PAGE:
Lloyd Park, off Forest Road, Walthamstow, E17

Lloyd Park Sharing Heritage is a weekly group for over-50s.
Lloyd Park Sharing Heritage Group
2 A Celebration of Lloyd Park
Lloyd Park Sharing Heritage Group (LPSH) Lloyd Park Sharing Heritage is a welcoming and diverse group for residents of Waltham Forest who are over 50. Since July 2013 we have met weekly on Wednesday mornings in the community bowls pavilion in the park. Our inspiring leader is Ellie Mortimer who works for Waltham Forest Council as the Lloyd Park Community Project Co-ordinator. Over the last three years Ellie has produced a programme of activities which have taught us about the heritage of Lloyd Park and allowed us to participate in creative projects which reflected both its social and natural history. This booklet records some of what we have learned and the variety of art and craft projects which we have enjoyed. We also enjoy good company, make friends and share refreshments. New members are always very welcome. To find out more contact Ellie on 020 8496 2822 Contents Map 3 Introduction to the park and its history 4 Poem: Halcyon Days 6 Our ‘Then and Now’ exhibition 7 Poem: Cockney Sparrow Tweets 14 Natural history of the park 16 Tree Trail 28 Details of activities and other organisations in the park 32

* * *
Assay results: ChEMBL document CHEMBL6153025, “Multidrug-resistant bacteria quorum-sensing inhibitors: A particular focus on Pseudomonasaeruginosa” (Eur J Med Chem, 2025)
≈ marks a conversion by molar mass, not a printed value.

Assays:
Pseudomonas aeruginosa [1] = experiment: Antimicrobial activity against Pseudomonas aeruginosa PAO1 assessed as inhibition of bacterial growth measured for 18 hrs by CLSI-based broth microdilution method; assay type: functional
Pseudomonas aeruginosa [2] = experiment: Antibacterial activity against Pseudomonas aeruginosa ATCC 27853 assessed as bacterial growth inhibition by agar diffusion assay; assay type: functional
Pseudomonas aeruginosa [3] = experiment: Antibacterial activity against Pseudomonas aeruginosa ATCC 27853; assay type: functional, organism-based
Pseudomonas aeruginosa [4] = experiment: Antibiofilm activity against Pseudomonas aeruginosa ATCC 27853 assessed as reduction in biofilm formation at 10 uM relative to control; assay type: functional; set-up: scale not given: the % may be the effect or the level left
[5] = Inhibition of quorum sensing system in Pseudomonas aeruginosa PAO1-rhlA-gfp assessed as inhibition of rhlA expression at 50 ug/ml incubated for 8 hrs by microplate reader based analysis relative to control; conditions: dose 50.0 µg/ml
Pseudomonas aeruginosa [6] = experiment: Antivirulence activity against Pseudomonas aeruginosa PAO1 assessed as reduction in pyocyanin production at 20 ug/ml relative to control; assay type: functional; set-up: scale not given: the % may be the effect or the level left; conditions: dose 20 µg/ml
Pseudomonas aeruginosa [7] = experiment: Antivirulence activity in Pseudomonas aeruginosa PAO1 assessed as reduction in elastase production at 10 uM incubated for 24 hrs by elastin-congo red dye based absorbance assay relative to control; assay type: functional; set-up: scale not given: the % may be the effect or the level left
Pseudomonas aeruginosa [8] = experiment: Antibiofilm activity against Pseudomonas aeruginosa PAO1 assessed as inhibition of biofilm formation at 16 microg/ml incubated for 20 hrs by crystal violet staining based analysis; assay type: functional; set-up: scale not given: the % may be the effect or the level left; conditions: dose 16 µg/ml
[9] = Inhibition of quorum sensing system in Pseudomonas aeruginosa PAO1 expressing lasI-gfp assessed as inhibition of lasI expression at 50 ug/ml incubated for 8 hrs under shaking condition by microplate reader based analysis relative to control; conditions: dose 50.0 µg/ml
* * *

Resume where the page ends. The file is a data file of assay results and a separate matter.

LPSH group was initially funded by the Heritage Lottery Fund jointly with the London Borough of Waltham Forest. Waltham Forest Council continues to support us.
A Celebration of Lloyd Park 3
Brettenham Road
Carr Road
Aveling Park Road
Winns Terrace
Winns Avenue
Forrest Road
Bedford Road
Bedford Road
Chingford Road
Community Bowls Pavilion and synthetic bowls green
Grass bowls green
Aveling Park Centre with artist’s studios, park keepers office, Winns Gallery, community room, Le Delice café and children’s playground
Tennis court
Tennis court Tennis court
William Morris Gallery
William Morris garden
Outdoor gym and basketball court
4 A Celebration of Lloyd Park